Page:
THE FACULTY QUARTERLY 

Spring, November 2014

Build a culture, not a company

When The Faculty’s Commercial Director, Andrew Hooke, describes the consulting style of the firm, he often says The Faculty helps clients “to build a culture, not a company.”

No matter which position you sit in around the Boardroom table, one of your primary accountabilities is to nurture a resilient company, and two things are critical to this – your cost base and your culture. We call this building a Cost Conscious Culture. 

Culture underpins your organisation’s corporate values and business strategy - and therefore your success. But what exactly does a Cost Conscious Culture look like? And how do you know you’ve achieved it? The Faculty Quarterly sat down with four of our experts to help explain.

Andrew Cordner, Managing Director

“Creating a Cost Conscious Culture means being aware of your entire value proposition. It means stepping aside from a ‘point in time’ procedure or a one off cost cutting exercise and working to protect and generate value on an ongoing basis. Regardless of where the organisation is in its business cycle, procurement should constantly be playing a role.

“Procurement can drive long term productivity, value and efficiency, and that shouldn’t sit just in the procurement team, but also across the wider business. You know you’ve achieved a Cost Conscious Culture when the entire business is thinking about cost and value, every day.

“Of course cost can be about focusing on price, but really it also needs to be about innovation, cost management and efficiencies.”

Robert Pease, Commercial Director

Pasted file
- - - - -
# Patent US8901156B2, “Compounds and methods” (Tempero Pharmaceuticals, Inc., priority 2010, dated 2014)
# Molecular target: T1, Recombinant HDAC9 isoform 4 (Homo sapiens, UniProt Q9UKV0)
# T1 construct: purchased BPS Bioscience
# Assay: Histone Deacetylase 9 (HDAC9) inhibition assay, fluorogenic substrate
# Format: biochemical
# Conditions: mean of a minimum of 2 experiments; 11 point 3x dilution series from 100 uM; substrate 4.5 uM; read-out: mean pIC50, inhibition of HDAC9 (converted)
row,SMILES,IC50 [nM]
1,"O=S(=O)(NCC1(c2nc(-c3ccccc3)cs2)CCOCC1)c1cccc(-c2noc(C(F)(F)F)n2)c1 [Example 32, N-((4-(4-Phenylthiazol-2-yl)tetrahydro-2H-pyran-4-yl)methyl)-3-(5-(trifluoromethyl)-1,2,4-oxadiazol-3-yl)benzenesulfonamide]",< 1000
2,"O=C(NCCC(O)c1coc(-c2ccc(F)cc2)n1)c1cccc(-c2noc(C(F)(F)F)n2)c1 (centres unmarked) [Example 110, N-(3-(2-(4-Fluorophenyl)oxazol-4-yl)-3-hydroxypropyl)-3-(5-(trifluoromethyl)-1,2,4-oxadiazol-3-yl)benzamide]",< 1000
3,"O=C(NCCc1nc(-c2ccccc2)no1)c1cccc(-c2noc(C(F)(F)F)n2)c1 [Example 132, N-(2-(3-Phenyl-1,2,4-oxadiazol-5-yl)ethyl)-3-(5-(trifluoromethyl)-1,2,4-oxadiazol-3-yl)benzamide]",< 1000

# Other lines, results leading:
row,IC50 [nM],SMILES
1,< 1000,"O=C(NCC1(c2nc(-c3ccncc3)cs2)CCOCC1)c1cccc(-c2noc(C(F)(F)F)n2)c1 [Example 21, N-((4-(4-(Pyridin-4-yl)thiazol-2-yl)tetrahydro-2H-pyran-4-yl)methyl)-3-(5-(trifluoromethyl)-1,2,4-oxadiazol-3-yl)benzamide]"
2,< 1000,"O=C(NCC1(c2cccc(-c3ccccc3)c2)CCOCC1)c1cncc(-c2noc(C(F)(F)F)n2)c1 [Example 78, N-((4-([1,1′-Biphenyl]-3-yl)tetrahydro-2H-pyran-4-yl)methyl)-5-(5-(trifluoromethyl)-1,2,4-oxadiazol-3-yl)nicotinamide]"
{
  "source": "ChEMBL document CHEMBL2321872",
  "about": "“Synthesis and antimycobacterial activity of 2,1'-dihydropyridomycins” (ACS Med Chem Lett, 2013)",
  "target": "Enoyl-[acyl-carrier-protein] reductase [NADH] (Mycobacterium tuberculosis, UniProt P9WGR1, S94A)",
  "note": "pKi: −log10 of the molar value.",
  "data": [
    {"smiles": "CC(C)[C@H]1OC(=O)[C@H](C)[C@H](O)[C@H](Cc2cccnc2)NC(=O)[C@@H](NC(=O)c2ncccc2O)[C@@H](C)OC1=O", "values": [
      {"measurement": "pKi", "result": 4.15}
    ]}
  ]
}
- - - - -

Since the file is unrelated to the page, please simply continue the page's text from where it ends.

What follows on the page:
“Anyone can cut costs – that’s the easy part. The difficult part is ensuring that the value you add to your end customer isn’t lost in the process. That’s why having a Cost Conscious Culture is important.

“It’s about having a company mindset that considers the benefits and implications of cost-cutting and weighs up the risks too. If reducing your cost base means you will lose a key customer, is it the right decision for the bottom line? That mindset needs to be ingrained into the organisation as a whole, not just its leaders.”

Gordon Donovan, Principal Consultant

“In my opinion the word ‘cost’ could easily be replaced with the word ‘value’. A Cost Conscious Culture really comes down to the way everyone in an organisation behaves and works together to create value for the business. It’s not just about price.  

“It’s imperative to equip your people with the right blend of technical and commercial leadership skills to manage the complex cost decisions necessary to deliver your vision.”

Andrew Hooke, Commercial Director

“To me cost-consciousness means creating an enduring corporate culture focused on strong and sustainable cost discipline. Of course this also requires universal and tireless efforts to engage and motivate the entire organisation to deliver on that vision.

“Simply, it’s about being commercially minded – having a sensible lens that looks at cost in context with market drivers and an understanding that meaningful changes to your business’ financial performance require more than a fine tuning of your cost base.

“A Cost Conscious Culture is about helping everyone from the C-Level to those in the field understand how they can optimise their cost base and empower them to take action.”